Malaysia Airlines plans to launch twice weekly Kuala Lumpur-Brisbane service on 28-Mar-2010, complementing the carrier’s five times weekly Kuala Lumpur-Brisbane via Sydney service – see Route Changes Table for more information (Bernama, 24-Nov-2009). The carrier currently operates 46 weekly services to Australia, including services to Adelaide, Brisbane, Sydney, Melbourne and Perth.
Malaysia Airlines to launch Kuala Lumpur-Brisbane service
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Malaysia’s AirAsia: resuming domestic expansion and eyeing MASwings routes
AirAsia is resuming domestic expansion in the Malaysian market with a focus on connecting more dots within its network of 15 domestic destinations. The LCC is launching or resuming three domestic routes from Johor Bahru in late Apr-2017 and has lodged applications for four more new domestic point-to-point routes.
By the end of 2017 AirAsia is also aiming to take over a few domestic routes within east Malaysia that are now exclusively operated by the Malaysia Airlines Group turboprop subsidiary MASwings. The routes are part of the Malaysian government’s subsidised rural air services (RAS) programme, but are potentially big enough to support larger aircraft on a commercial basis. The Malaysia Airlines Group is preparing to reduce its ATR 72 turboprop fleet further following anticipated changes to the RAS programme, which is coming up for renewal this year.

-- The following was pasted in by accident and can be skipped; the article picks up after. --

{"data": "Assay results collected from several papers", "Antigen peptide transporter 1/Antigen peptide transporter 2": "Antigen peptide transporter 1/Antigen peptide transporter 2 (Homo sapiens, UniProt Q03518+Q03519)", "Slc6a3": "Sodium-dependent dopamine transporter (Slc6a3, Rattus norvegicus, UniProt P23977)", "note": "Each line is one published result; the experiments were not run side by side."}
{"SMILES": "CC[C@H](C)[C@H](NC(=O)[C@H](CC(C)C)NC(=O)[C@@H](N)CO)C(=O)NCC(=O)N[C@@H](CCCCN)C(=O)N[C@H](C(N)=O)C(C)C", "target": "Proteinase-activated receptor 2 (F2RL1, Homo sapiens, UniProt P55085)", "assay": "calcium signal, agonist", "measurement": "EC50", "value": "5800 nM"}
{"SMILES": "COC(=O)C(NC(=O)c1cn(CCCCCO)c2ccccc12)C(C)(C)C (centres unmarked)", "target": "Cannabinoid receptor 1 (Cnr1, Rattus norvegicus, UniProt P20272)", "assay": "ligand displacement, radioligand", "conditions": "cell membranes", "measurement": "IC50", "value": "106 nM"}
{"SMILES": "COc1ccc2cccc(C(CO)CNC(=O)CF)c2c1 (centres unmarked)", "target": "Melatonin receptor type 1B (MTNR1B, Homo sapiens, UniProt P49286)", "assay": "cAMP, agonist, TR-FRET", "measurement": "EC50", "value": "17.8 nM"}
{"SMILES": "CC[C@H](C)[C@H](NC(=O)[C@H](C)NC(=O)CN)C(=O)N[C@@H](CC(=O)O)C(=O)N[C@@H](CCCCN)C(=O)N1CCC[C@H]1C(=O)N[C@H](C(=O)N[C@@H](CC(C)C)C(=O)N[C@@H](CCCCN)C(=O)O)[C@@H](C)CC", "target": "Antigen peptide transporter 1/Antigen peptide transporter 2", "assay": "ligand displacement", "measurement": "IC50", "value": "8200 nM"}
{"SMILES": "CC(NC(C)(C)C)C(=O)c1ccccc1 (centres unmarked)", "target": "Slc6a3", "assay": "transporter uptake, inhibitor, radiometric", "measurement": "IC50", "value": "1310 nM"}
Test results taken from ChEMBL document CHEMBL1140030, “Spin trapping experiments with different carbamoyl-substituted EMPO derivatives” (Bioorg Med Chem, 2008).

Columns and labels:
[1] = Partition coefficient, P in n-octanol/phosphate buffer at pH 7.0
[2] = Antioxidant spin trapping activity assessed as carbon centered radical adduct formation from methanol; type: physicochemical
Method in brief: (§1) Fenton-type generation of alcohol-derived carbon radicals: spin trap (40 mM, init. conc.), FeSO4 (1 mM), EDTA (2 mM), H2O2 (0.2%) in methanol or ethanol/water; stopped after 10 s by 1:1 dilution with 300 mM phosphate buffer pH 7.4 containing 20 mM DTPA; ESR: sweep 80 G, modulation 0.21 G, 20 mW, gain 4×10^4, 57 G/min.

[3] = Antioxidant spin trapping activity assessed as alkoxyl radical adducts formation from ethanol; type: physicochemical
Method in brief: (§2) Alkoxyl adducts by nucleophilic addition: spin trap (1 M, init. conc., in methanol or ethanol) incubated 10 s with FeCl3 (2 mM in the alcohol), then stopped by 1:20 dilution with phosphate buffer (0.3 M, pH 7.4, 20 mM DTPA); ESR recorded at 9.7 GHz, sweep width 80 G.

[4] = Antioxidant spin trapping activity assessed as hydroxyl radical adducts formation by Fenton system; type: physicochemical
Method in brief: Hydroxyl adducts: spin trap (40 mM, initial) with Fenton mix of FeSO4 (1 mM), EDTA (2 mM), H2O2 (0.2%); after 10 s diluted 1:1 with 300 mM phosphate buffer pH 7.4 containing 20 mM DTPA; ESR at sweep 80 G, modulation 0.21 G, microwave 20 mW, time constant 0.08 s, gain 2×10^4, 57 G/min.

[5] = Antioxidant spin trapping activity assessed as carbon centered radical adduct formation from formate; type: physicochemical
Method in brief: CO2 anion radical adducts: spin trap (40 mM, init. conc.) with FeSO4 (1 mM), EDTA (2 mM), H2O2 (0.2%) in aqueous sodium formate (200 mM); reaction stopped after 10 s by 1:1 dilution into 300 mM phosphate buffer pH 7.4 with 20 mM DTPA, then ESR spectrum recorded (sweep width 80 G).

AirAsia is the leading domestic airline in Malaysia and has 50% of its total seat capacity allocated to the domestic market. However, AirAsia’s domestic capacity has been flat the last three years as it has focused entirely on international expansion.
Malaysia Airlines: traffic growth resumes as loads improve; outlook brightens, but still challenging
Malaysia Airlines is again growing. Passenger numbers were up 8% in 2H2016, marking the first year-over-year gains since 1Q2014. Passenger numbers are expected to increase by another 10% in 2017, driven by load factor improvements and a resumption of capacity expansion.
The government owned airline, which completed a drastic network restructuring in early 2016, is still unprofitable. However, Malaysia Airlines was profitable in Dec-2016 and expects to be consistently profitable from 4Q2017, despite rising oil prices and intensifying competition.
The outlook is significantly brighter than a year ago, but is still relatively cloudy given the highly competitive landscape in Malaysia. Malaysia Airlines continues to work on cutting costs – a prudent move given the depreciation of the Malaysian Ringgit – and to pursue a relatively conservative growth plan. It expects to maintain its fleet at the current level of 75 passenger aircraft over the next two years, but adjust the mix to include a larger widebody component.